Fig. 8

In vivo UHR-OCT tomogram of the distal 30mm of normal mouse colon (full-length scan, 1.9-mms lateral imaging speed). The vertical dimension is 0.4mm (about 10× stretched). A lymphoid aggregate in the mucosa (LM) disturbs the glandular structure, while a lymphoid aggregate in the submucosa (LS) simply inserts itself between the muscular layers; both structures are typical in normal colon. The texture of the mucosa undergoes a visible change as the simple columnar epithelium (SC) gives way to stratified squamous epithelium (SS) in the anal canal.


Fig. 9

Detail of in vivo UHR-OCT tomogram (partial scan, 0.5-mms lateral imaging speed, isotropic scale) of normal mouse colon (b) is compared to an age- and/or strain-matched histology image (a). The colonic mucosa (CM), muscular mucosa (MM), submucosa (SM), circular muscular (MC), longitudinal muscular (ML), and serosa (S) layers are clearly differentiable. The hypointense regions between the outer muscular layers probably correspond to the myenteric plexus (MP) innervating the smooth muscle. Note the nearly vertical structures in the mucosa that may correspond to crypt outlines (CO) and the thin hypointense band near the top of the image that may correspond to a single cell layer of absorptive cells (AC) lining the luminal surface.




UHR-OCT images obtained using a 800-nm center wavelength source penetrate the entire thickness of mouse colon tissue and exhibit higher axial and lateral resolution than could be achieved with similar bandwidth and numerical aperture near 1300nm . We believe these advantages outweigh the disadvantages of higher dispersion in the fiber and optics, the smaller fiber core diameter that makes efficient fiber coupling more difficult, and the lack of commercial broadband fiber circulators. While we are extremely excited with the improvement in information content in the in vivo mouse colon tomograms, there is still room for improvement in axial and lateral information content of our tomograms. For example, Herz demonstrate a direct approach to better match the dispersion by including an air gap in the coupling to the endoscopic sample arm,6 which may allow us to achieve the axial resolution potential made possible by achromatized optics and sub- 5-fs laser systems at 800-nm center wavelength. The tomograms presented in this work are slightly undersampled in the lateral direction. Memory limitations of the data acquisition board allowed acquisition of only 4000 A-scans in a continuous B-scan, resulting in full-length images sampled every 7.5μm . Stiction in the tubing used to drive the lateral scan forced a minimum velocity of the probe for smooth translation on shorter scans. The maximum A-scan rate of the time domain OCT system resulted in images sampled every 2μm . We foresee an improvement in clarity of crypt outlines and general tomogram sensitivity with a small degree of lateral oversampling. Although the speed at which stiction presents a problem to push-pull endoscopes may be reduced by mechanical design, the final solution may lie in the faster A-line rates achievable with frequency domain OCT systems.10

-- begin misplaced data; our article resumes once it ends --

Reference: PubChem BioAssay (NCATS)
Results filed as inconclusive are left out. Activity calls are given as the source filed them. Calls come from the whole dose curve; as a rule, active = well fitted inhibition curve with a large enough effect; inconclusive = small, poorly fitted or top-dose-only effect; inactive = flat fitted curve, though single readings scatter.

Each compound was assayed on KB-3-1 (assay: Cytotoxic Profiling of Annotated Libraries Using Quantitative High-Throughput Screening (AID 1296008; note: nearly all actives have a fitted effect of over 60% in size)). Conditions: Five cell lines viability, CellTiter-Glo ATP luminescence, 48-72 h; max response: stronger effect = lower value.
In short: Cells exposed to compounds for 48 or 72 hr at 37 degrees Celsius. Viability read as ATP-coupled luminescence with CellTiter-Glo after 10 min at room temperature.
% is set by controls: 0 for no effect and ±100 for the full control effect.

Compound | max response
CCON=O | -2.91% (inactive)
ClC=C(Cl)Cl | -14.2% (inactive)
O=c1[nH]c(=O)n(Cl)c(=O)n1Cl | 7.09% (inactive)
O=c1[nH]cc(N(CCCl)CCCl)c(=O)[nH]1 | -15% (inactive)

The achromatized optics demonstrated here result in transmitted spectra that are uniform through focus. In concept, controlling chromatic aberration is a critical component of UHR-OCT that is as essential in endoscopy as it is in bulk optic systems. Uniformly transmitted spectra are also a critical starting point to spectroscopic OCT.16 Further modeling and experimental verification is required to establish the allowable chromatic error for a particular source bandwidth and imaging goal.

The tomograms presented here clearly resolve cross-sectional colonic crypt formation in the living mouse without application of exogenous dyes.2 We are confident that the present resolution improvements will allow us to better observe disease progression in vivo in the smallest common mammalian colon disease model animal. Next-generation experiments focusing on diseased mice will help establish diagnostic criteria in OCT images and determine how criteria proposed in humans and other models can be applied to mice. The reward for careful optical design will be obtained when endoscopic UHR-OCT, including diagnostic criteria obtained from well-understood mouse models, is applied to a poorly understood model and knowledge is accumulated at a lower cost than with currently available techniques.


Support for this project includes support from the following sources: NIH Small Animal Imaging Resource CA83148, NIH Grant No. CA109835, University of Arizona Imaging Small Grant, 301 Imaging grant, FWF P14218-PSY, FWF Y 159-PAT, CRAF-1999-70549, the Christian Doppler Society, FEMTOLASERS GmbH, and the Fulbright Commission. The authors would also like to thank Renate Pflug, Peter Ahnelt, Heinz Huemer, and Ulrike Libal for their support of the mice and protocol issues and Faith Rice and Elizabeth Kanter for help with histology.



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©(2006) Society of Photo-Optical Instrumentation Engineers (SPIE)
Alexandre R. Tumlinson, Boris Považay, Lida P. Hariri, James B. McNally, Angelika Unterhuber, Boris M. Hermann, Harald Sattmann, Wolfgang Drexler, and Jennifer Kehlet Barton "In vivo ultrahigh-resolution optical coherence tomography of mouse colon with an achromatized endoscope," Journal of Biomedical Optics 11(6), 064003 (1 November 2006).
Published: 1 November 2006